Effective date GST threshold
1 October 1986 $24,000[7]
1 October 1990 $30,000[8]
1 October 2000 $40,000[9]
1 April 2009 $60,000[10]

Digital services supplied by offshore companies[edit]

On 1 October 2016, the taxation of digital ('remote') services supplied by offshore companies (non-New Zealand) to consumers based in New Zealand changed. Since that date, a GST of 15% (dubbed the 'Netflix Tax'[11][12]) is applied to all supplies from offshore digital service suppliers to New Zealand-based consumers.[13] It is the supplier's responsibility to apply, collect and remit the new GST to New Zealand's Inland Revenue Department.

That new piece of GST legislation mirrors similar rules governing the supply of digital services introduced in the European Union (EU) in January 2015 on the taxation of digital goods.

The general taxation of digital goods and services has become more common internationally since the OECD released its long-awaited BEPS report in October 2015. Action 1 of the report deals with the taxation of the digital economy. The report provided guidelines and recommendations for such taxes be they in the form of value-added tax, GST, equalisation levy, or withholding tax.[14]

New Zealand is the latest jurisdiction to include such rules in legislation following in the path of Norway, the EU, South Africa, South Korea, Japan, and Australia.[15]

Compliance Costs[edit]

Several studies have investigated GST compliance costs in New Zealand. The first of these was published by Sandford and Hasseldine in 1992.[16]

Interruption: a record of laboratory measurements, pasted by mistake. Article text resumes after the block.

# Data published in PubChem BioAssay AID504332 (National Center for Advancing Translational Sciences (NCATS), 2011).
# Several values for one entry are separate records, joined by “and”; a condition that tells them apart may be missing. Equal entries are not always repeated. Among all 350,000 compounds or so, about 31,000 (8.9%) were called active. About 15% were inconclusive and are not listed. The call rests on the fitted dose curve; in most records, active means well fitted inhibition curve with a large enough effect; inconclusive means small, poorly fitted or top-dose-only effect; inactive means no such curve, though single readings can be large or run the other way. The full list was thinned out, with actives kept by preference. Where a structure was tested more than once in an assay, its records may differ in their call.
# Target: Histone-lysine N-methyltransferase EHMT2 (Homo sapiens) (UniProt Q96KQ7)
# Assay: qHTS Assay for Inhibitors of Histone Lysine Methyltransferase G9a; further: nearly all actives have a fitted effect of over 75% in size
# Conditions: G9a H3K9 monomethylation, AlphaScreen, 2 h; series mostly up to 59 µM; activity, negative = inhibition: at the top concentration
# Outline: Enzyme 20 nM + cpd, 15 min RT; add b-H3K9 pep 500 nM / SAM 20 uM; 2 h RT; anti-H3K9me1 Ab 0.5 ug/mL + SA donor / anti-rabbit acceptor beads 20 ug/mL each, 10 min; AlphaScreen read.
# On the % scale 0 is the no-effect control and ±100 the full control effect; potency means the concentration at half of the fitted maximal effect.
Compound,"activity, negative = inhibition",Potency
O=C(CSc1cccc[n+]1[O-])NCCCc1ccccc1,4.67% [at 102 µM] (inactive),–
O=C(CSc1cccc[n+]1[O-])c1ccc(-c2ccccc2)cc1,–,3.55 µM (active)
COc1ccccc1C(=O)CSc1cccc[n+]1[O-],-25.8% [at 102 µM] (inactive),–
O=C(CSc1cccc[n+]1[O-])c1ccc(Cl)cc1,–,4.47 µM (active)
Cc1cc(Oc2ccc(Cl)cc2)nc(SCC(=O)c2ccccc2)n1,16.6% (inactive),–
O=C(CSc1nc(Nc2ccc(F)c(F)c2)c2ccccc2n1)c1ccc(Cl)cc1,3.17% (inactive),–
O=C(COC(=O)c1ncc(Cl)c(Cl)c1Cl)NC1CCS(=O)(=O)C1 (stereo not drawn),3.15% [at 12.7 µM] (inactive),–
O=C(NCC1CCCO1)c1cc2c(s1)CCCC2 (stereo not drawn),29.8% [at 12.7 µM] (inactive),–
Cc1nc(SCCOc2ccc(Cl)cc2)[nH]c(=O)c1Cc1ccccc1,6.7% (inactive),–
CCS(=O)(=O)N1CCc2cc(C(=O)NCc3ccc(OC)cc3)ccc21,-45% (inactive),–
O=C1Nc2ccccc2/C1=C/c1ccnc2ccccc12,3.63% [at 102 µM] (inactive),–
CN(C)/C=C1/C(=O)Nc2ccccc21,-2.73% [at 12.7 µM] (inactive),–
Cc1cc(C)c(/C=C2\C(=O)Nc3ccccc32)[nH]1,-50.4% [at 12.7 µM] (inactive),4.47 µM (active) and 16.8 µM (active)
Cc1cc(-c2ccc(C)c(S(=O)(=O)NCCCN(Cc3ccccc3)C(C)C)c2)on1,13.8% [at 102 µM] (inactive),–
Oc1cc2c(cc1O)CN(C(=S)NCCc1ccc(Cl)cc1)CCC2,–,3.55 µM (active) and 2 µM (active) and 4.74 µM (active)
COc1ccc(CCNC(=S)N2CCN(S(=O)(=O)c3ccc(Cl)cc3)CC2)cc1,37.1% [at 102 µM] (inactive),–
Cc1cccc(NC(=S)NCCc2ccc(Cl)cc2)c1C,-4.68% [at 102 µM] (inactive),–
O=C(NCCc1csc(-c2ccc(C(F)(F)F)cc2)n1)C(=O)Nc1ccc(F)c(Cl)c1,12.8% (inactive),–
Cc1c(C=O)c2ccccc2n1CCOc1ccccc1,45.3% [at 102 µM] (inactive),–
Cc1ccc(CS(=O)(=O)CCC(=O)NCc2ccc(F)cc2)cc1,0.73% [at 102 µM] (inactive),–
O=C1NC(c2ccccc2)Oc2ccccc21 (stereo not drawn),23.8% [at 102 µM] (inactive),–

See also[edit]


  1. ^ "Exempt supplies (GST on exempt, zero-rated, special supplies and receiving remote services)". Inland Revenue. Retrieved 7 March 2020.
  2. ^ "GST Background Paper for Session 2 of the Tax Working Group" (PDF). February 2018.
  3. ^ a b "What GST is". Inland Revenue. Retrieved 7 March 2020.
  4. ^ "How GST affected retail sales in the 1980s". www.stats.govt.nz. Retrieved 21 May 2017.
  5. ^ "How to register GST in New Zealand".
  6. ^ Registering for GST.
  7. ^ "Goods and Services Tax Act 1985, section 51(1)(a)" (PDF). Inland Revenue. Retrieved 9 April 2023.
  8. ^ "Goods and Services Tax Amendment Act (No 2) 1990, section 9(1)" (PDF). Inland Revenue. Retrieved 9 April 2023.
  9. ^ "Taxation (GST and Miscellaneous Provisions) Act 2000, section 109(1)" (PDF). Inland Revenue. Retrieved 9 April 2023.
  10. ^ "Taxation (Business Tax Measures) Act 2009, section 27". Inland Revenue. Retrieved 9 April 2023.
  11. ^ "Netflix tax" bill passed – New Zealand Parliament, 11 May 2016
  12. ^ Entertainment bargains likely ahead of 'Netflix tax' in October – Stuff.co.nz, 15 August 2016
  13. ^ GST on "remote" services – Deloitte, April 2016
  14. ^ "GST Calculator". Friday, 19 October 2018
  15. ^ "GST on imported services and digital products". Australian Taxation Office. Retrieved 26 October 2023.
  16. ^ Sandford, Cedric (1992). The compliance costs of business taxes in New Zealand. Wellington: Institute of Policy Studies. ISBN 978-0-908935-79-6.

External links[edit]